toppin’ outBY TIM O’BYRNE retty much every beef critter out there takes a ride on a commercial pot once or more in its life. We’re totally dependent on road transportation to move our cattle to the meat case. That’s why any time there’s an issue with our commercial cattle trucking sector, we’d better tune in. operations. Not where the trucker might live, but the address of the permits carried by the truck. One of the bigger challenges is going to be wasted non-productive time. The time spent waiting for calves to be sorted, waiting on the brand inspector, waiting on health papers, waiting in line at the sale barn and packing plants is all on the meter. This eats up valuable Hours of Service (HOS) time. WR - It’s always been difficult to coordinate a reasonable loadout and delivery because of all the things you mentioned that we’ve all experienced, the waiting. But this sounds like a lot of HOS will be burned up with the park brake on. TIM O’BYRNE Several months ago a respected commercial livestock transport company owner and cattleman Steve Hilker of Hilker Trucking in Cimarron, Kansas contacted me with a concern (the topic is related to a piece I did awhile back on MAP 21). Here’s a brief interview to get you all up to speed: WR - Steve, fill us in on the looming challenge. SH - The new requirement calls for electronic on-board recorders (EOBR) to be installed in basically all trucks built in year 2000 and after. This equipment requirement will dramatically change livestock hauling for anything moved more than 150 air miles out from the trucker’s base of 16 | WORKING RANCH | MARCH 2016 SH - If there are no new exemptions or changes to the rules, it will be a struggle. Especially in the beginning, which is scheduled for December 2017. There will have to be a new level of communication and cooperation between the shipper and the carrier. The old ways of doing things are over. WR - Is there a task force being assembled to address these issues? SH - There is, thank goodness. Which goes back to the new level of communication and cooperation. Members include shippers, producers, media and others in related industries. WR - What should we, as producers and service providers, be looking for as far as a strategy tweak? SH - Generally speaking, cooperate and communicate with your producers and shippers. Specifically, I would hope some type of an exemption or exceptions can be found and inserted for transporting livestock. It appears there was no thought given to the transportation of a living, breathing commodity. You can’t just pull over at a rest stop, which there are not enough of already, or a truck stop. There must be pens, hay and water available. The cost of livestock transportation will go much higher, especially on anything over 500 miles. It could double. WR - Thanks for the heads up, Steve, I’ll continue to follow up on this topic in a future column this summer, and we’ll get some input from the task force once they’ve saddled up and made a few welties.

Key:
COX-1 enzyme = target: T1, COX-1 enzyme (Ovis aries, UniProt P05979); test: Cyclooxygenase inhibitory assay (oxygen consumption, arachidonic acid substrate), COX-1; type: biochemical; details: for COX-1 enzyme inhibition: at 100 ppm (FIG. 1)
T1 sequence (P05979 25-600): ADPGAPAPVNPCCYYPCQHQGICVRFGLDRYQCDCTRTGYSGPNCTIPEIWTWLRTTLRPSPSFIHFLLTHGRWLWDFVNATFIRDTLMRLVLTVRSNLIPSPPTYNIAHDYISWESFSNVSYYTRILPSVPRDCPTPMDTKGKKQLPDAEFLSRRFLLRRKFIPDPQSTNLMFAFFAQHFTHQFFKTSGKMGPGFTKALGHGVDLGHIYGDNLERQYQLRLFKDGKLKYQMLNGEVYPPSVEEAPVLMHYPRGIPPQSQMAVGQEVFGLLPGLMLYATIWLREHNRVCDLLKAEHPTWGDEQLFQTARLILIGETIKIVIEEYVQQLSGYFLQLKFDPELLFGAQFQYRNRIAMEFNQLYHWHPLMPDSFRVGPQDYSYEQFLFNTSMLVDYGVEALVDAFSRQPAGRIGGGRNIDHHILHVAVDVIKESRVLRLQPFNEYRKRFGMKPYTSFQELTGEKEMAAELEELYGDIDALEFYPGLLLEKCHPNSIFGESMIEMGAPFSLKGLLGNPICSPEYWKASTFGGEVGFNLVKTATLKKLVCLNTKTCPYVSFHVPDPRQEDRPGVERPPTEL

Working Ranch - March 2016
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